17 January 2014

An above-inflation rise in the national minimum wage risks snuffing out the economic recovery we are starting to see on the high street, the National Hairdressers’ Federation has warned, and could even mean some salons having to cut jobs.

In the wake of revelations that chancellor George Osborne has written to the Low Pay Commission, the body that advises the government on the rate at which the wage should be set, urging it to recommend an above-inflation increase, the Federation has argued a sharp rise in the wage would be intensely damaging for a labour-intensive industry such as hairdressing.

Mr Osborne may think the economy can now afford an above-inflation rise in the national minimum wage, but the reality for many small, independent businesses is that the climate on the high street remains desperately tough,” said NHBF chief executive Hilary Hall.

“Hairdressing is a labour-intensive industry and, as such, a sharp rise in the minimum wage will hurt salons hard, and not just salon owners. The year-on-year rises we have seen throughout the downturn have reduced margins and served to erode wage differentials between senior and junior staff. The result has been salon owners have become more reluctant to take on junior staff and apprentices, so making it harder for youngsters to break into our industry at a time of high youth unemployment.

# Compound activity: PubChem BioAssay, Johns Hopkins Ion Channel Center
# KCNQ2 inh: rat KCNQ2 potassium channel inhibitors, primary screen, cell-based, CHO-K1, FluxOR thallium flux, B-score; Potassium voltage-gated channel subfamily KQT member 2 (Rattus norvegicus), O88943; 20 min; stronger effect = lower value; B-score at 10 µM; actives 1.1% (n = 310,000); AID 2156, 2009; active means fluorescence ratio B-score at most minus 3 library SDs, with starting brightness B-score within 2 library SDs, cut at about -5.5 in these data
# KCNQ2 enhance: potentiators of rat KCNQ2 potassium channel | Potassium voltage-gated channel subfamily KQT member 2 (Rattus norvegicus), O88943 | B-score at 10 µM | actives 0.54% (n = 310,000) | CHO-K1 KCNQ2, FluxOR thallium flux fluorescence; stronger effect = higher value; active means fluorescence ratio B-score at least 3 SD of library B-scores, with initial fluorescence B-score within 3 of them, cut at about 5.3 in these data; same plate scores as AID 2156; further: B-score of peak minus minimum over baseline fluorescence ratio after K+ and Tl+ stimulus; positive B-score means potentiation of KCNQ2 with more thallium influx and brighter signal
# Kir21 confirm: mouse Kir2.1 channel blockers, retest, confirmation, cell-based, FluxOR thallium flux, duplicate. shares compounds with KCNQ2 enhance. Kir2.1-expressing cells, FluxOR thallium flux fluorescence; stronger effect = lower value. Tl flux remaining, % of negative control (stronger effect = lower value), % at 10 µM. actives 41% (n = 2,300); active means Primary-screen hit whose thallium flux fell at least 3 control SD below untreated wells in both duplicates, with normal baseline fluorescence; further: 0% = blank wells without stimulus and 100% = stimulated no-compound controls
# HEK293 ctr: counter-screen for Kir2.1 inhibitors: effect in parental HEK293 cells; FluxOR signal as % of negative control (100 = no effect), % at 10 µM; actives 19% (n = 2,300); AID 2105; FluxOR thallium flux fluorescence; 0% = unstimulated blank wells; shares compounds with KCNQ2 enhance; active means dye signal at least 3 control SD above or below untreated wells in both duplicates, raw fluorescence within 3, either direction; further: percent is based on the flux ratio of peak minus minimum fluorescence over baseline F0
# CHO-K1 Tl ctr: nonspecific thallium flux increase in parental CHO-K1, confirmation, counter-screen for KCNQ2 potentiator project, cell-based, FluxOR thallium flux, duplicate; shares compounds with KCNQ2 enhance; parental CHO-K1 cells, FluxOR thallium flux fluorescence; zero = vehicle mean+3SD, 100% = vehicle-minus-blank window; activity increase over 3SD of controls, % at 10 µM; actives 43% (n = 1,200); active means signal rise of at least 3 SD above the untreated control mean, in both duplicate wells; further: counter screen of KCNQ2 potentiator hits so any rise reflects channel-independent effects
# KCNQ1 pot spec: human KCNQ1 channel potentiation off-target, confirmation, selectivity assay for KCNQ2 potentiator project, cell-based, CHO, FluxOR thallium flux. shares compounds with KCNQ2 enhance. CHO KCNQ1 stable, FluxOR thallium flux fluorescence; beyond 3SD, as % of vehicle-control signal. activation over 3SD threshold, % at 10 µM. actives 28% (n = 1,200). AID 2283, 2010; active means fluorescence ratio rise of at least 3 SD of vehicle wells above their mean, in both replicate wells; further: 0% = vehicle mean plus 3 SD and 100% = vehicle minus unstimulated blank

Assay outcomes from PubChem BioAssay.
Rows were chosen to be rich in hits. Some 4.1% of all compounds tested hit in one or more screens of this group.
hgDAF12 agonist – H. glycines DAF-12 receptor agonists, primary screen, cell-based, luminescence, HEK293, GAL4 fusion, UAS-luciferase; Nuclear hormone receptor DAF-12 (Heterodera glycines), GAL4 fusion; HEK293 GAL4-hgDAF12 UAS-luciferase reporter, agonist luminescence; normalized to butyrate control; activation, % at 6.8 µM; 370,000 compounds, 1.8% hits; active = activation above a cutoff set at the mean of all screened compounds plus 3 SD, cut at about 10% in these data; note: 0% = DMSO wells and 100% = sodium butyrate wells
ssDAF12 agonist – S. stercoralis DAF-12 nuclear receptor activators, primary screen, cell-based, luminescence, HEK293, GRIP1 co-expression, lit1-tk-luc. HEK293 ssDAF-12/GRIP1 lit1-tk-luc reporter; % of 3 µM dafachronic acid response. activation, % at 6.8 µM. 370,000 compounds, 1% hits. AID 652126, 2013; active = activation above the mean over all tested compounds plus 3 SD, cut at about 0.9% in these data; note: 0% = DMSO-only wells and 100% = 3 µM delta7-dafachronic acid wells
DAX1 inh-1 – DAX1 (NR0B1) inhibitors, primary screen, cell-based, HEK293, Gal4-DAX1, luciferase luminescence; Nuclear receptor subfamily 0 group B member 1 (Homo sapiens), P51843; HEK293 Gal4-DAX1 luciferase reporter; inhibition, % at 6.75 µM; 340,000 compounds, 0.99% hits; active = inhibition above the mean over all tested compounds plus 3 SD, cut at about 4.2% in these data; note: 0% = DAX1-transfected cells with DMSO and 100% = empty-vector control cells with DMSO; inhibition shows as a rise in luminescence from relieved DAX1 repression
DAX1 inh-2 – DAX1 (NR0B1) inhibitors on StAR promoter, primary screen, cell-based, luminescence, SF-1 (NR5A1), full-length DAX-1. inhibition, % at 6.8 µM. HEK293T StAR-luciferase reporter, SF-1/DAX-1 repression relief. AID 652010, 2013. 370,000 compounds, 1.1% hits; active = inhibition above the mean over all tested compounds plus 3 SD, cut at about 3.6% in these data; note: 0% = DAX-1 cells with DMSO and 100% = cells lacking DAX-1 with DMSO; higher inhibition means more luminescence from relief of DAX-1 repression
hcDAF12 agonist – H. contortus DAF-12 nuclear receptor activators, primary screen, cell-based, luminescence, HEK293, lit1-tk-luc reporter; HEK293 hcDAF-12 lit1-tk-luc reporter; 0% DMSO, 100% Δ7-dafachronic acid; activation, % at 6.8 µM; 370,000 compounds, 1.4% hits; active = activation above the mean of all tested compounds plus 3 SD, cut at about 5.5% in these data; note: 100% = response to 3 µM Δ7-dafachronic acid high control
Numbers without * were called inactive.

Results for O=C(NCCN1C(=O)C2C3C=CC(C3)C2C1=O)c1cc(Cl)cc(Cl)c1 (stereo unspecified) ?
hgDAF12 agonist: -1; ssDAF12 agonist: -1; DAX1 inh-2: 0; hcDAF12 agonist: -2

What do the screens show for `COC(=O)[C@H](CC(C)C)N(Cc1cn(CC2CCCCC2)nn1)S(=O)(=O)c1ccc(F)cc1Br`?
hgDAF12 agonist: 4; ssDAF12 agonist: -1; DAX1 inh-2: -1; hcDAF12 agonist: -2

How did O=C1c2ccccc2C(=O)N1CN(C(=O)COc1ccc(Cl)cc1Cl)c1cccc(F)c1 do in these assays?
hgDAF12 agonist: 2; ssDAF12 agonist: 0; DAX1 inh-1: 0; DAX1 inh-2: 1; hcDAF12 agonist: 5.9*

“An above-inflation rise will simply make a difficult situation even worse and, from our feedback from members, could be the difference between some salons surviving or having to close. We urge the Low Pay Commission to set a future rate for the wage that recognises the continuing need for wage restraint while our economic recovery remains fragile.”


The national minimum wage is set at varying hourly rates based on age or whether an employee is an apprentice. Currently these are:

  • 21 and over:          £6.31
  • 18 to 20:                £5.03
  • Under 18:              £3.72
  • Apprentice*:          £2.68


*This rate is for apprentices under 19 or those in the first year of their apprenticeship.